Westmont Magazine A Question of Calling
Lindsay Case ’86 thinks he may be one of the freest men alive. Single, financially secure and a partner in a successful family business, he can spend a weekend in Paris or hit the beach in Maui whenever he wants. His extensive travels include trips to more than 50 countries and every continent except Antarctica.
Although he appreciates the flexibility and opportunities his life affords, Lindsay realizes that true freedom comes through faith in Christ. He sometimes wonders if God is calling him to a different life and a deeper freedom.
A native of Colorado Springs, Colo., Lindsay and his brother, Randy, are partners in a business they learned from their father: real estate investment and development. The Case Company specializes in buying and selling land and working with government officials and the public process to obtain the necessary zoning, utilities and land-use approvals. An expert on property rights and the Western debate over land use and water rights, Lindsay spends his working life in a continuous series of transactions.
His success depends on the relationships he develops in the Colorado Springs community. He prefers to work out deals face-to-face with the principals rather than trading legal documents with lawyers or brokers. “Meeting in the same room, talking and eating together, is important,” he says. “There is tremendous power in presence. It is part of God’s divine intent for humanity.
“One of the most profound truths in business is that what goes around comes around,” he adds. “If you have sown bitter wheat, you will reap it. If you have sown grace, compassion, and fruits of the spirit, you will reap them.”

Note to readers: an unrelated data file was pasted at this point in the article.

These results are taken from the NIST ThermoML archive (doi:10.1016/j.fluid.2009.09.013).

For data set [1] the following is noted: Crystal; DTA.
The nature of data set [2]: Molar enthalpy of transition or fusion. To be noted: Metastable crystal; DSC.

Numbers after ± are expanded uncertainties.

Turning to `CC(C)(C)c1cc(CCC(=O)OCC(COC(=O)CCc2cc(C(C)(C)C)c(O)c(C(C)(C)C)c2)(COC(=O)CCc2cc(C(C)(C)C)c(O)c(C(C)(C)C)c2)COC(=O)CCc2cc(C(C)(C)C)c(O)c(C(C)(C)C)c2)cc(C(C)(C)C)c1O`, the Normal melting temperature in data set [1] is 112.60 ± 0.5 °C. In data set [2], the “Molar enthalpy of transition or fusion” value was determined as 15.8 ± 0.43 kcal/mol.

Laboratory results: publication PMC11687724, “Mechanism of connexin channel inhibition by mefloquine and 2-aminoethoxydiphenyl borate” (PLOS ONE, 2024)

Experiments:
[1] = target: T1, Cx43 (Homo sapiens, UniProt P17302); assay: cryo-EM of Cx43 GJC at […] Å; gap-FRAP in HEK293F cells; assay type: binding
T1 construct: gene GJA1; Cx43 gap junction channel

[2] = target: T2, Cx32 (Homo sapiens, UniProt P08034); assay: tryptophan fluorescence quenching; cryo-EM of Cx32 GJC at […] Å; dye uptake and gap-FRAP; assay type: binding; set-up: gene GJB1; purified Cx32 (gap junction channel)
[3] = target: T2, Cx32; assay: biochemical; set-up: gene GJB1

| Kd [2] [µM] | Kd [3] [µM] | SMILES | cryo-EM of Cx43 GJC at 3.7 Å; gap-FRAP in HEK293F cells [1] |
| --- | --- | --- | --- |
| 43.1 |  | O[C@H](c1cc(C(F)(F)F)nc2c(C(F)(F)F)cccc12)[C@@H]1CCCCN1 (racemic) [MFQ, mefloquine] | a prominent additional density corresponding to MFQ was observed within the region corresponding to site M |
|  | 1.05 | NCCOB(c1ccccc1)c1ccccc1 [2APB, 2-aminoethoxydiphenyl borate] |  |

While he thinks about doing something different, he finds himself getting caught up in yet another deal. “It would be hard to leave the business — I’ve developed a high degree of trust with members of my family and my community,” he says. “In one sense I feel married to my brother. You can part ways with a business partner, but not with your brother. We are deeply bound in a long-term vision.”
But the question of calling continues to nag him. He is taking a course sponsored by the U.S. Center for World Missions, “Perspectives on the World Christian Movement,” which he describes as thought-provoking. Should he work for a Christian organization like Focus on the Family? Should he serve as a foreign missionary? Should he go into political service?
A history major at Westmont, Lindsay spent a year at the American Institute of Holy Land Studies in Jerusalem, following a summer on a short-term mission in Kenya through Westmont. Living overseas for an entire year increased his self-confidence, as did learning Hebrew.
“I have never forgotten that Westmont produces people who become exemplary leaders in a variety of places,” Lindsay says. “I want to live up to that tradition.”
While he is uncertain about his future and what career he will pursue, Lindsay has one definite plan: he is engaged to be married. His fiancee already works in the family business; Case family connections go deep and hold strong.